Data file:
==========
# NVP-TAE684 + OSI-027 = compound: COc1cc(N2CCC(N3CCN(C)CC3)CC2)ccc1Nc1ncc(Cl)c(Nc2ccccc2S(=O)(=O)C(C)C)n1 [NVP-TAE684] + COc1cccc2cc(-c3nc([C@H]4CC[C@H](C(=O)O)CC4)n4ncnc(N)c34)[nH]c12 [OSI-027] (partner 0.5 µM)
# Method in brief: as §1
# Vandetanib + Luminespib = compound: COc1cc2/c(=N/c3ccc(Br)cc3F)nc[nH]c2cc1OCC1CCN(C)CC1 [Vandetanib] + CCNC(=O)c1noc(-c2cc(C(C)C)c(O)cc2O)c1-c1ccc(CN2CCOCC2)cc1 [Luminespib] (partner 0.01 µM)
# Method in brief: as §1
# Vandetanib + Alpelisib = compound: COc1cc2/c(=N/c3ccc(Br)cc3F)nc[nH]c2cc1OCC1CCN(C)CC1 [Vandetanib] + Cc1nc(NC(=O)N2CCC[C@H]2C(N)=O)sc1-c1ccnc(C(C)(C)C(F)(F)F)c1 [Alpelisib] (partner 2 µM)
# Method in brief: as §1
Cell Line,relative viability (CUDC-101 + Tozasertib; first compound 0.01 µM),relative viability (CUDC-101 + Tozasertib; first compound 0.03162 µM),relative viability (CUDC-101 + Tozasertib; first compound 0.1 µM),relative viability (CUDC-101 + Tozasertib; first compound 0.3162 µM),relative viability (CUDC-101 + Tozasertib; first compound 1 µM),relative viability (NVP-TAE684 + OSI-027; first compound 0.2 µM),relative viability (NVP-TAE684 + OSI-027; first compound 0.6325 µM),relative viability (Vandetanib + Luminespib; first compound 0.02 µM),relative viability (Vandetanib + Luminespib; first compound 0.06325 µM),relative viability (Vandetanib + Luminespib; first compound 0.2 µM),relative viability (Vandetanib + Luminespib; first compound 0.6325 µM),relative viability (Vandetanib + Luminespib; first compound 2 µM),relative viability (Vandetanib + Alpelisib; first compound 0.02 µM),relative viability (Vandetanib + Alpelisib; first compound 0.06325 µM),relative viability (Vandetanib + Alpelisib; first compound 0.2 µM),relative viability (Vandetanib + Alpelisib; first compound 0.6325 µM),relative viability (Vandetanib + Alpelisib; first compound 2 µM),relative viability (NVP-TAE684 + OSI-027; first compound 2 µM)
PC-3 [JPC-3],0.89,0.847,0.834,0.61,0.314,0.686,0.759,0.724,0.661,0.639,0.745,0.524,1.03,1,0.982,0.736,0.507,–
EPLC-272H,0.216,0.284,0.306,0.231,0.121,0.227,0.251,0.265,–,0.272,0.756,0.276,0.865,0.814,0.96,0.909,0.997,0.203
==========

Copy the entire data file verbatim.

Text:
# NVP-TAE684 + OSI-027 = compound: COc1cc(N2CCC(N3CCN(C)CC3)CC2)ccc1Nc1ncc(Cl)c(Nc2ccccc2S(=O)(=O)C(C)C)n1 [NVP-TAE684] + COc1cccc2cc(-c3nc([C@H]4CC[C@H](C(=O)O)CC4)n4ncnc(N)c34)[nH]c12 [OSI-027] (partner 0.5 µM)
# Method in brief: as §1
# Vandetanib + Luminespib = compound: COc1cc2/c(=N/c3ccc(Br)cc3F)nc[nH]c2cc1OCC1CCN(C)CC1 [Vandetanib] + CCNC(=O)c1noc(-c2cc(C(C)C)c(O)cc2O)c1-c1ccc(CN2CCOCC2)cc1 [Luminespib] (partner 0.01 µM)
# Method in brief: as §1
# Vandetanib + Alpelisib = compound: COc1cc2/c(=N/c3ccc(Br)cc3F)nc[nH]c2cc1OCC1CCN(C)CC1 [Vandetanib] + Cc1nc(NC(=O)N2CCC[C@H]2C(N)=O)sc1-c1ccnc(C(C)(C)C(F)(F)F)c1 [Alpelisib] (partner 2 µM)
# Method in brief: as §1
Cell Line,relative viability (CUDC-101 + Tozasertib; first compound 0.01 µM),relative viability (CUDC-101 + Tozasertib; first compound 0.03162 µM),relative viability (CUDC-101 + Tozasertib; first compound 0.1 µM),relative viability (CUDC-101 + Tozasertib; first compound 0.3162 µM),relative viability (CUDC-101 + Tozasertib; first compound 1 µM),relative viability (NVP-TAE684 + OSI-027; first compound 0.2 µM),relative viability (NVP-TAE684 + OSI-027; first compound 0.6325 µM),relative viability (Vandetanib + Luminespib; first compound 0.02 µM),relative viability (Vandetanib + Luminespib; first compound 0.06325 µM),relative viability (Vandetanib + Luminespib; first compound 0.2 µM),relative viability (Vandetanib + Luminespib; first compound 0.6325 µM),relative viability (Vandetanib + Luminespib; first compound 2 µM),relative viability (Vandetanib + Alpelisib; first compound 0.02 µM),relative viability (Vandetanib + Alpelisib; first compound 0.06325 µM),relative viability (Vandetanib + Alpelisib; first compound 0.2 µM),relative viability (Vandetanib + Alpelisib; first compound 0.6325 µM),relative viability (Vandetanib + Alpelisib; first compound 2 µM),relative viability (NVP-TAE684 + OSI-027; first compound 2 µM)
PC-3 [JPC-3],0.89,0.847,0.834,0.61,0.314,0.686,0.759,0.724,0.661,0.639,0.745,0.524,1.03,1,0.982,0.736,0.507,–
EPLC-272H,0.216,0.284,0.306,0.231,0.121,0.227,0.251,0.265,–,0.272,0.756,0.276,0.865,0.814,0.96,0.909,0.997,0.203